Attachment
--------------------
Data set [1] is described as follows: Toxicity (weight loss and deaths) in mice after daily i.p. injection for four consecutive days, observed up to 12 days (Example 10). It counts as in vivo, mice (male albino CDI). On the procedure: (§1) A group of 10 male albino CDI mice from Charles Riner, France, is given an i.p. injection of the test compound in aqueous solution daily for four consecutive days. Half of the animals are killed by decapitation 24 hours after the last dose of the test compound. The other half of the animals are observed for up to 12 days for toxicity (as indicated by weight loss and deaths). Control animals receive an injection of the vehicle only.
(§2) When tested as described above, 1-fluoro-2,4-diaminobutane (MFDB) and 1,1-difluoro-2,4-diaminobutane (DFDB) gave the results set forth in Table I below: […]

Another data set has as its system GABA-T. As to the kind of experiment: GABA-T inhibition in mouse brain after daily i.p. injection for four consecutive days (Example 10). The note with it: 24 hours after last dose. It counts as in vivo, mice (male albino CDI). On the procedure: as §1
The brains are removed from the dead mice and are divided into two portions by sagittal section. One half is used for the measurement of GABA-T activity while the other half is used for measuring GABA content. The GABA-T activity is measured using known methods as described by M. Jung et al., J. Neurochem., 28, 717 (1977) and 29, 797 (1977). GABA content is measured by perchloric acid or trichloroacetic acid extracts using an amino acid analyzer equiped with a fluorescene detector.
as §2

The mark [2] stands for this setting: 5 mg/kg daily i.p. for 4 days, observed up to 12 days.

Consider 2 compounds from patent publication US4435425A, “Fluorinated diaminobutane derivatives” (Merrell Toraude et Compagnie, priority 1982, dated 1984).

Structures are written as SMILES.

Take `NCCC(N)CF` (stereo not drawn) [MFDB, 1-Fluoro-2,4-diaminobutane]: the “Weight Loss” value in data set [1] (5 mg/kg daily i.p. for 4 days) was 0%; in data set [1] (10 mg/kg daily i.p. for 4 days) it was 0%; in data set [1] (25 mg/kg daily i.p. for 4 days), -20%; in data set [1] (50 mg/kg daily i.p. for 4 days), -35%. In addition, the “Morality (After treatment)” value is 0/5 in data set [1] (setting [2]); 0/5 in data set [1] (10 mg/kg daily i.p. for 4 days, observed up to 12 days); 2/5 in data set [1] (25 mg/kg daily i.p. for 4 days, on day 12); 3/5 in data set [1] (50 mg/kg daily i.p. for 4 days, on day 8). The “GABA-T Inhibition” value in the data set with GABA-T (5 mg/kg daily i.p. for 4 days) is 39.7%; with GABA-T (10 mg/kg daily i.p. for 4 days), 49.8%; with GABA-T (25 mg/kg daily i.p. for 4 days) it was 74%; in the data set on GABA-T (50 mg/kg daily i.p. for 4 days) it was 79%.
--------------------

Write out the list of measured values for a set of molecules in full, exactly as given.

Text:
Data set [1] is described as follows: Toxicity (weight loss and deaths) in mice after daily i.p. injection for four consecutive days, observed up to 12 days (Example 10). It counts as in vivo, mice (male albino CDI). On the procedure: (§1) A group of 10 male albino CDI mice from Charles Riner, France, is given an i.p. injection of the test compound in aqueous solution daily for four consecutive days. Half of the animals are killed by decapitation 24 hours after the last dose of the test compound. The other half of the animals are observed for up to 12 days for toxicity (as indicated by weight loss and deaths). Control animals receive an injection of the vehicle only.
(§2) When tested as described above, 1-fluoro-2,4-diaminobutane (MFDB) and 1,1-difluoro-2,4-diaminobutane (DFDB) gave the results set forth in Table I below: […]

Another data set has as its system GABA-T. As to the kind of experiment: GABA-T inhibition in mouse brain after daily i.p. injection for four consecutive days (Example 10). The note with it: 24 hours after last dose. It counts as in vivo, mice (male albino CDI). On the procedure: as §1
The brains are removed from the dead mice and are divided into two portions by sagittal section. One half is used for the measurement of GABA-T activity while the other half is used for measuring GABA content. The GABA-T activity is measured using known methods as described by M. Jung et al., J. Neurochem., 28, 717 (1977) and 29, 797 (1977). GABA content is measured by perchloric acid or trichloroacetic acid extracts using an amino acid analyzer equiped with a fluorescene detector.
as §2

The mark [2] stands for this setting: 5 mg/kg daily i.p. for 4 days, observed up to 12 days.

Consider 2 compounds from patent publication US4435425A, “Fluorinated diaminobutane derivatives” (Merrell Toraude et Compagnie, priority 1982, dated 1984).

Structures are written as SMILES.

Take `NCCC(N)CF` (stereo not drawn) [MFDB, 1-Fluoro-2,4-diaminobutane]: the “Weight Loss” value in data set [1] (5 mg/kg daily i.p. for 4 days) was 0%; in data set [1] (10 mg/kg daily i.p. for 4 days) it was 0%; in data set [1] (25 mg/kg daily i.p. for 4 days), -20%; in data set [1] (50 mg/kg daily i.p. for 4 days), -35%. In addition, the “Morality (After treatment)” value is 0/5 in data set [1] (setting [2]); 0/5 in data set [1] (10 mg/kg daily i.p. for 4 days, observed up to 12 days); 2/5 in data set [1] (25 mg/kg daily i.p. for 4 days, on day 12); 3/5 in data set [1] (50 mg/kg daily i.p. for 4 days, on day 8). The “GABA-T Inhibition” value in the data set with GABA-T (5 mg/kg daily i.p. for 4 days) is 39.7%; with GABA-T (10 mg/kg daily i.p. for 4 days), 49.8%; with GABA-T (25 mg/kg daily i.p. for 4 days) it was 74%; in the data set on GABA-T (50 mg/kg daily i.p. for 4 days) it was 79%.